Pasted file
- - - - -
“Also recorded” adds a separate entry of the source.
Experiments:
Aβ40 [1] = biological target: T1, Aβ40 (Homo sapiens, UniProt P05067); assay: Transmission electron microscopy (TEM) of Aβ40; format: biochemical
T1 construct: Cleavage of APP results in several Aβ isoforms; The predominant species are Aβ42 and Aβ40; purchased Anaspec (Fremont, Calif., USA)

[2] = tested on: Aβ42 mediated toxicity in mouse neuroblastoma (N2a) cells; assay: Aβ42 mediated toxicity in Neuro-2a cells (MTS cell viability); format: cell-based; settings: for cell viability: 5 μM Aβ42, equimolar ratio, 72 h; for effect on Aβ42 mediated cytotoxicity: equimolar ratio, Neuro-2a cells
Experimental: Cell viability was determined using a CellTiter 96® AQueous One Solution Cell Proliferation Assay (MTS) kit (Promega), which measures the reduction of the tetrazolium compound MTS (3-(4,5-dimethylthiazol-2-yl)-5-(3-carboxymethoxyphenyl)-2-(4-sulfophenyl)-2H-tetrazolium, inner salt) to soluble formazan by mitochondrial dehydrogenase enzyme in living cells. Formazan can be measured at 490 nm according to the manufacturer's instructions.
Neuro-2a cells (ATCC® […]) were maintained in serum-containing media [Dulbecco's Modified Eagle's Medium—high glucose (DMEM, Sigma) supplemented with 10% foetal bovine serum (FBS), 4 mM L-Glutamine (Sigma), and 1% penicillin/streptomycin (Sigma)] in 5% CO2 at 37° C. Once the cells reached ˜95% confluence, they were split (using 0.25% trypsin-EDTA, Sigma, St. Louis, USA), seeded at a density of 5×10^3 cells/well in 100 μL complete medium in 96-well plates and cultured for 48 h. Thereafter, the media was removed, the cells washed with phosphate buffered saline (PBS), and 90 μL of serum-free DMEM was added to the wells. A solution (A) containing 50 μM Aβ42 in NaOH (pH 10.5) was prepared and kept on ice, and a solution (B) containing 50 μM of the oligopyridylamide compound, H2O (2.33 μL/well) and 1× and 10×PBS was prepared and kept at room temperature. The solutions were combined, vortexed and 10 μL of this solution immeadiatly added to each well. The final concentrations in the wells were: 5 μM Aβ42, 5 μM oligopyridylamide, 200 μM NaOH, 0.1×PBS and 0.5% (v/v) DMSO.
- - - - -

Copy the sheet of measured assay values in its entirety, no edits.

“Also recorded” adds a separate entry of the source.
Experiments:
Aβ40 [1] = biological target: T1, Aβ40 (Homo sapiens, UniProt P05067); assay: Transmission electron microscopy (TEM) of Aβ40; format: biochemical
T1 construct: Cleavage of APP results in several Aβ isoforms; The predominant species are Aβ42 and Aβ40; purchased Anaspec (Fremont, Calif., USA)

[2] = tested on: Aβ42 mediated toxicity in mouse neuroblastoma (N2a) cells; assay: Aβ42 mediated toxicity in Neuro-2a cells (MTS cell viability); format: cell-based; settings: for cell viability: 5 μM Aβ42, equimolar ratio, 72 h; for effect on Aβ42 mediated cytotoxicity: equimolar ratio, Neuro-2a cells
Experimental: Cell viability was determined using a CellTiter 96® AQueous One Solution Cell Proliferation Assay (MTS) kit (Promega), which measures the reduction of the tetrazolium compound MTS (3-(4,5-dimethylthiazol-2-yl)-5-(3-carboxymethoxyphenyl)-2-(4-sulfophenyl)-2H-tetrazolium, inner salt) to soluble formazan by mitochondrial dehydrogenase enzyme in living cells. Formazan can be measured at 490 nm according to the manufacturer's instructions.
Neuro-2a cells (ATCC® […]) were maintained in serum-containing media [Dulbecco's Modified Eagle's Medium—high glucose (DMEM, Sigma) supplemented with 10% foetal bovine serum (FBS), 4 mM L-Glutamine (Sigma), and 1% penicillin/streptomycin (Sigma)] in 5% CO2 at 37° C. Once the cells reached ˜95% confluence, they were split (using 0.25% trypsin-EDTA, Sigma, St. Louis, USA), seeded at a density of 5×10^3 cells/well in 100 μL complete medium in 96-well plates and cultured for 48 h. Thereafter, the media was removed, the cells washed with phosphate buffered saline (PBS), and 90 μL of serum-free DMEM was added to the wells. A solution (A) containing 50 μM Aβ42 in NaOH (pH 10.5) was prepared and kept on ice, and a solution (B) containing 50 μM of the oligopyridylamide compound, H2O (2.33 μL/well) and 1× and 10×PBS was prepared and kept at room temperature. The solutions were combined, vortexed and 10 μL of this solution immeadiatly added to each well. The final concentrations in the wells were: 5 μM Aβ42, 5 μM oligopyridylamide, 200 μM NaOH, 0.1×PBS and 0.5% (v/v) DMSO.